White House Tries To Clarify CBO Report: Obamacare Isn’t Costing Jobs

White House press secretary Jay Carney gestures during his daily news briefing at the White House in Washington, Wednesday, Oct. 23, 2013. The Obama administration didn't anticipate problems with HealthCare.gov on th... White House press secretary Jay Carney gestures during his daily news briefing at the White House in Washington, Wednesday, Oct. 23, 2013. The Obama administration didn't anticipate problems with HealthCare.gov on the scale of the ones that have been experienced over the past three weeks. "We did not know until the problems manifested themselves after the launch that they would be as significant" as they turned out to be, press secretary Jay Carney said. MORE LESS
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The White House is pushing back on an emerging Republican line of attack taken from Tuesday’s Congressional Budget Office: that Obamacare is going to “cost” more than 2 million jobs.

The full story is more complicated than that, but the GOP seized the top-line number to blast the health care reform law. “Obamacare To Print Even More Pink Slips,” Senate Republicans said in a release.

White House Press Secretary Jay Carney said that analysis “is simply belied by the facts in the CBO report. CBO’s findings are not driven by an assumption that ACA will lead employers to eliminate jobs or reduce hours.”

“CBO finds that because of this law, individuals will be empowered to make choices about their own lives and livelihoods, like retiring on time rather than working into their elderly years or choosing to spend more time with their families.”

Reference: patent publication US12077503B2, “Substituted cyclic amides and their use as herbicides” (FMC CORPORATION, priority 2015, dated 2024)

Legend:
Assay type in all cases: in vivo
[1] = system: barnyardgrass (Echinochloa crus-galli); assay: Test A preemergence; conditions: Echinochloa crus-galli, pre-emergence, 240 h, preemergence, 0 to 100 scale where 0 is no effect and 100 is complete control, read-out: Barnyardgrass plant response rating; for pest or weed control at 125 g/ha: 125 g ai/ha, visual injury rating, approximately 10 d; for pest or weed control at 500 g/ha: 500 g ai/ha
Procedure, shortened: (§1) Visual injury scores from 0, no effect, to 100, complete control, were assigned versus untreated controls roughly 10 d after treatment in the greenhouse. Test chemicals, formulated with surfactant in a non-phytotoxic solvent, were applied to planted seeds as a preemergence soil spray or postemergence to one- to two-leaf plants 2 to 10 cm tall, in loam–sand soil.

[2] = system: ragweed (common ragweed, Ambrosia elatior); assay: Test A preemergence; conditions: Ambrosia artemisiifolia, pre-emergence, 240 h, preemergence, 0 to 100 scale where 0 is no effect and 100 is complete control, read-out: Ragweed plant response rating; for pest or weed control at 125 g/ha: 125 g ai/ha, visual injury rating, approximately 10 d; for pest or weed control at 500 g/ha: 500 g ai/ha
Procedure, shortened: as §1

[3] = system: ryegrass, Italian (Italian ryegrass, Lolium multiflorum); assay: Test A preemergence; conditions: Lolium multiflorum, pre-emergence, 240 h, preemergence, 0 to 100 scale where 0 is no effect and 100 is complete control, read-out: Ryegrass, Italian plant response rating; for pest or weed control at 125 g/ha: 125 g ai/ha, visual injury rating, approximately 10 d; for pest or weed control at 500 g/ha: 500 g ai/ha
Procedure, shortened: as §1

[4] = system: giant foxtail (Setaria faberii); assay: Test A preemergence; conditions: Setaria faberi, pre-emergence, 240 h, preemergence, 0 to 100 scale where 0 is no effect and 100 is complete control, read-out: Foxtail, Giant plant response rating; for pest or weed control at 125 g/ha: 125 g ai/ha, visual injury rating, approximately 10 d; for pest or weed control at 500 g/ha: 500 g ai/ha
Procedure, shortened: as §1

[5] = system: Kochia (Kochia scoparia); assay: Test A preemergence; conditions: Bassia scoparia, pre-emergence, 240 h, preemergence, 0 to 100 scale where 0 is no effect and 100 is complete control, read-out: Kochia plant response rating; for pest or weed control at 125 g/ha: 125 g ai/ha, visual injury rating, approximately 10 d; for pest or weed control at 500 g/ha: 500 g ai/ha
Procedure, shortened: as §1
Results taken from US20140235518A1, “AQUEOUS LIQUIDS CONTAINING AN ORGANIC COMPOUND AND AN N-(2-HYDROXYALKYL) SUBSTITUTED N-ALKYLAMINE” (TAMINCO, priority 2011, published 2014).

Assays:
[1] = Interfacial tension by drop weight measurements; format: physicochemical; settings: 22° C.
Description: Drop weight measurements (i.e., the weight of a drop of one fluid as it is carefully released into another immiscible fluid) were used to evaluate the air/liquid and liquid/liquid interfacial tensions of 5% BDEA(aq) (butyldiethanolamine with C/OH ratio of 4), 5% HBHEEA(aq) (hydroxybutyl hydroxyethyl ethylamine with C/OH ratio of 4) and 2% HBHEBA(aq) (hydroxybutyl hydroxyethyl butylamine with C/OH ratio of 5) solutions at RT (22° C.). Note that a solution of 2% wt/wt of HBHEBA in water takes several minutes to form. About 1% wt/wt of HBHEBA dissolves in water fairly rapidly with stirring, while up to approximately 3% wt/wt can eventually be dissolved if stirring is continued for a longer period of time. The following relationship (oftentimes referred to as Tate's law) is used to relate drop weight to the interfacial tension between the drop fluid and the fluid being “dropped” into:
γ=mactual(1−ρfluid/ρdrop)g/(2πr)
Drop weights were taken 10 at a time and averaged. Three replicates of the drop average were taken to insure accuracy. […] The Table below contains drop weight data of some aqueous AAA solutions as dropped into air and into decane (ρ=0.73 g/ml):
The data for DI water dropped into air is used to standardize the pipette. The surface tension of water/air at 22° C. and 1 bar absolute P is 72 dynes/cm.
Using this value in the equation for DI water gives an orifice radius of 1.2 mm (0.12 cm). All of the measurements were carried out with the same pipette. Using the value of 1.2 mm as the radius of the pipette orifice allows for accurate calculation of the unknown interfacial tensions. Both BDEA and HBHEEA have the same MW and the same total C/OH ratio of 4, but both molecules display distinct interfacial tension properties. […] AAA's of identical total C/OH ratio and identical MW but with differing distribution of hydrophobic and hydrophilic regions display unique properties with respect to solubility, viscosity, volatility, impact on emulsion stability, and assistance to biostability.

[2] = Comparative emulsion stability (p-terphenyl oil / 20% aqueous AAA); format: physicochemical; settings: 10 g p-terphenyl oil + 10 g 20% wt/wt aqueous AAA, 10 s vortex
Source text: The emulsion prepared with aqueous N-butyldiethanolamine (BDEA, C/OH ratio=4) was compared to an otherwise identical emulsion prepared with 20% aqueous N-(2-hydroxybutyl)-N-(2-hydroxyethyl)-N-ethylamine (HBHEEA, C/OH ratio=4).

The full White House statement is below.

Since the Affordable Care Act passed into law in March 2010 the private sector has added 8.1 million jobs. That is the strongest 45 month job growth since the late 1990s and contrasts with the 3.8 million private sector jobs lost in the decade before the Affordable Care Act passed.

Claims that the Affordable Care Act hurts jobs are simply belied by the facts in the CBO report. CBO’s findings are not driven by an assumption that ACA will lead employers to eliminate jobs or reduce hours, in fact, the report itself says that there is “no compelling evidence that part-time employment has increased as a result of the ACA.”

While many factors affect job growth, the actual performance of businesses refutes those who predicted that the Affordable Care Act would dramatically hurt the economy.

What the CBO report does find is one key immediate effect of the Affordable Care Act is to “induce some employers to hire more workers or to increase the hours of current employees” during the 2014-16 period. Over the longer run, CBO finds that because of this law, individuals will be empowered to make choices about their own lives and livelihoods, like retiring on time rather than working into their elderly years or choosing to spend more time with their families. At the beginning of this year, we noted that as part of this new day in health care, Americans would no longer be trapped in a job just to provide coverage for their families, and would have the opportunity to pursue their dreams. This CBO report bears that out, and the Republican plan to repeal the ACA would strip those hard-working Americans of that opportunity.

In addition, the CBO itself confirms that this analysis of the implications of the ACA on the labor force is incomplete, does not take into account the impact that ACA’s slowing health care cost growth which experts have estimated that slower growth in health costs due to the ACA will cause the economy to add an additional 250,000 to 400,000 jobs per year by the end of the decade. Moreover, CBO does not take into account positive impacts on worker productivity due to the ACA’s role in improving workers’ health, including reduced absenteeism.

Finally, as it has since the enactment of the ACA, CBO continues to confirm that the ACA is projected to reduce the deficit by more than $1 trillion over the next two decades.

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